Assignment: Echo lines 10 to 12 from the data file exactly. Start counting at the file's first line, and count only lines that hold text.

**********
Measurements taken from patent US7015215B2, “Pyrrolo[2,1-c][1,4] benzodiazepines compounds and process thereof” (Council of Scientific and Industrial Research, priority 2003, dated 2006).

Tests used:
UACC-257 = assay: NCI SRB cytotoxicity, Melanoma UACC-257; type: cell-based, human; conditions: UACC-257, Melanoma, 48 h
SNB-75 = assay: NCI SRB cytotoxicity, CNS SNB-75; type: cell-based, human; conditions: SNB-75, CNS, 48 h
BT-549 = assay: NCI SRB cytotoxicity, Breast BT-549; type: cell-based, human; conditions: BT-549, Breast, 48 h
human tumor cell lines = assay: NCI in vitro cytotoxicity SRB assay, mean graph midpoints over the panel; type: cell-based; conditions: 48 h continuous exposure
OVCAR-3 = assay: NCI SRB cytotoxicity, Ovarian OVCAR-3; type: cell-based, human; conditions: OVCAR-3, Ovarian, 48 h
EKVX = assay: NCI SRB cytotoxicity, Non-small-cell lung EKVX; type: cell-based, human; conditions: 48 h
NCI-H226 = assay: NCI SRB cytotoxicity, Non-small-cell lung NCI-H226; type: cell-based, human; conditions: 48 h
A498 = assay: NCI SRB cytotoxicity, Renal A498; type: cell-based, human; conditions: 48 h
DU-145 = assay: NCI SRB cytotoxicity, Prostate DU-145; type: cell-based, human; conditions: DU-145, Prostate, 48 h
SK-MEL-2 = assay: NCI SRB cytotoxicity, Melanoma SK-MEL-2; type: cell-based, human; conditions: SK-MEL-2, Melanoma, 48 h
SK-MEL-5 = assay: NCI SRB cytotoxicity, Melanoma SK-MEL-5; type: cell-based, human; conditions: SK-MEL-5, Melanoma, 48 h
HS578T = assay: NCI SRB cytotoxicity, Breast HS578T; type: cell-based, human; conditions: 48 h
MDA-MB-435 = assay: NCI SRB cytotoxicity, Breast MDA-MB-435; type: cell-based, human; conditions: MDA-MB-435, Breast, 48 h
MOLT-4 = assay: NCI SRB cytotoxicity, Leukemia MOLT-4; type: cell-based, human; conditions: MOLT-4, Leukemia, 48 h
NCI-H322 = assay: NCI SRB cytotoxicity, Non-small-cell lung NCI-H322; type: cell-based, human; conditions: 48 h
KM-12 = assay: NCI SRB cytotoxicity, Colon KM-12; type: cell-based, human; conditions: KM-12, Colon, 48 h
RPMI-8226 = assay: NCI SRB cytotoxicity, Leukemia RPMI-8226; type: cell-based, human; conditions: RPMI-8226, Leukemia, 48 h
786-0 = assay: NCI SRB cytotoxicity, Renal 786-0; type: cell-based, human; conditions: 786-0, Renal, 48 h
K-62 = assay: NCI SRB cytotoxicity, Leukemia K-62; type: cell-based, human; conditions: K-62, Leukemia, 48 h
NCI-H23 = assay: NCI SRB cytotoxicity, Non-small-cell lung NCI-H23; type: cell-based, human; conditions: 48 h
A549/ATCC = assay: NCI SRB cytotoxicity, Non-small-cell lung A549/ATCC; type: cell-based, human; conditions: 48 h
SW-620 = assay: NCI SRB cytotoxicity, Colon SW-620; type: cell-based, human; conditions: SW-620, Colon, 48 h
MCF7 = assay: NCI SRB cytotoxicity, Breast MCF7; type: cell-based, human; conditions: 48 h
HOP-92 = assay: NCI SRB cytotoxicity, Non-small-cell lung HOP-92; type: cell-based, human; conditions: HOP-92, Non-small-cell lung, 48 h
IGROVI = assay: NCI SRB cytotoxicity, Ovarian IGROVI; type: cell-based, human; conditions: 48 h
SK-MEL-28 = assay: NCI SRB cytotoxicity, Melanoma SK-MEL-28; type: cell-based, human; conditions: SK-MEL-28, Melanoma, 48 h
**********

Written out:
A498 = assay: NCI SRB cytotoxicity, Renal A498; type: cell-based, human; conditions: 48 h
DU-145 = assay: NCI SRB cytotoxicity, Prostate DU-145; type: cell-based, human; conditions: DU-145, Prostate, 48 h
SK-MEL-2 = assay: NCI SRB cytotoxicity, Melanoma SK-MEL-2; type: cell-based, human; conditions: SK-MEL-2, Melanoma, 48 h